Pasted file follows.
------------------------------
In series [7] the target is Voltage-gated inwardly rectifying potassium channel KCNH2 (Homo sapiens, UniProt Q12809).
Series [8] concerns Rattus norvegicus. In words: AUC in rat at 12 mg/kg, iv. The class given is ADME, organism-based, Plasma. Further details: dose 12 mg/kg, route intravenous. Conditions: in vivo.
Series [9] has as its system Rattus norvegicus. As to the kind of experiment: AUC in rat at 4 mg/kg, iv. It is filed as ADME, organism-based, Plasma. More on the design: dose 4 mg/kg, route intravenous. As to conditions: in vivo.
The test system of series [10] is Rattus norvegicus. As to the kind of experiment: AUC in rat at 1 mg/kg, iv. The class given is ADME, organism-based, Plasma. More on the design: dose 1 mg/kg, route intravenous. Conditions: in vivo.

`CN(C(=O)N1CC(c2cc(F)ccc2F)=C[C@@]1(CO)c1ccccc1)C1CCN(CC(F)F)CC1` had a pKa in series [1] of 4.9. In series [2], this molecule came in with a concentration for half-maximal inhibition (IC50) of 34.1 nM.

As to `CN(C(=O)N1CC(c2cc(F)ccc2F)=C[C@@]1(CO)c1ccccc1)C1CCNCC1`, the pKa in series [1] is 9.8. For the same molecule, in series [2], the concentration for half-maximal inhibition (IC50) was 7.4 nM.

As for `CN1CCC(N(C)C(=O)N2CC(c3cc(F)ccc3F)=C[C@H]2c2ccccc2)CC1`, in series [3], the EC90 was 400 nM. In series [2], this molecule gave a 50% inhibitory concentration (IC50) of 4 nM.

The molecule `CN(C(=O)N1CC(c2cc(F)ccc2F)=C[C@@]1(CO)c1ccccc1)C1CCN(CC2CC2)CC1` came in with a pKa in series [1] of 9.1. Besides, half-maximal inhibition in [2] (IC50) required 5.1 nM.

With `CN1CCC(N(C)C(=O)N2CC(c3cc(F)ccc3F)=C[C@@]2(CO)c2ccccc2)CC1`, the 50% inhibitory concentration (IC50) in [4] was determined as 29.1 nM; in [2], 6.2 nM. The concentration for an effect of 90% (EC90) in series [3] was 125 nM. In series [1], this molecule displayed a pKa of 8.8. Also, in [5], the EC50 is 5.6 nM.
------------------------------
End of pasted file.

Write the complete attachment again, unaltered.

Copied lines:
In series [7] the target is Voltage-gated inwardly rectifying potassium channel KCNH2 (Homo sapiens, UniProt Q12809).
Series [8] concerns Rattus norvegicus. In words: AUC in rat at 12 mg/kg, iv. The class given is ADME, organism-based, Plasma. Further details: dose 12 mg/kg, route intravenous. Conditions: in vivo.
Series [9] has as its system Rattus norvegicus. As to the kind of experiment: AUC in rat at 4 mg/kg, iv. It is filed as ADME, organism-based, Plasma. More on the design: dose 4 mg/kg, route intravenous. As to conditions: in vivo.
The test system of series [10] is Rattus norvegicus. As to the kind of experiment: AUC in rat at 1 mg/kg, iv. The class given is ADME, organism-based, Plasma. More on the design: dose 1 mg/kg, route intravenous. Conditions: in vivo.

`CN(C(=O)N1CC(c2cc(F)ccc2F)=C[C@@]1(CO)c1ccccc1)C1CCN(CC(F)F)CC1` had a pKa in series [1] of 4.9. In series [2], this molecule came in with a concentration for half-maximal inhibition (IC50) of 34.1 nM.

As to `CN(C(=O)N1CC(c2cc(F)ccc2F)=C[C@@]1(CO)c1ccccc1)C1CCNCC1`, the pKa in series [1] is 9.8. For the same molecule, in series [2], the concentration for half-maximal inhibition (IC50) was 7.4 nM.

As for `CN1CCC(N(C)C(=O)N2CC(c3cc(F)ccc3F)=C[C@H]2c2ccccc2)CC1`, in series [3], the EC90 was 400 nM. In series [2], this molecule gave a 50% inhibitory concentration (IC50) of 4 nM.

The molecule `CN(C(=O)N1CC(c2cc(F)ccc2F)=C[C@@]1(CO)c1ccccc1)C1CCN(CC2CC2)CC1` came in with a pKa in series [1] of 9.1. Besides, half-maximal inhibition in [2] (IC50) required 5.1 nM.

With `CN1CCC(N(C)C(=O)N2CC(c3cc(F)ccc3F)=C[C@@]2(CO)c2ccccc2)CC1`, the 50% inhibitory concentration (IC50) in [4] was determined as 29.1 nM; in [2], 6.2 nM. The concentration for an effect of 90% (EC90) in series [3] was 125 nM. In series [1], this molecule displayed a pKa of 8.8. Also, in [5], the EC50 is 5.6 nM.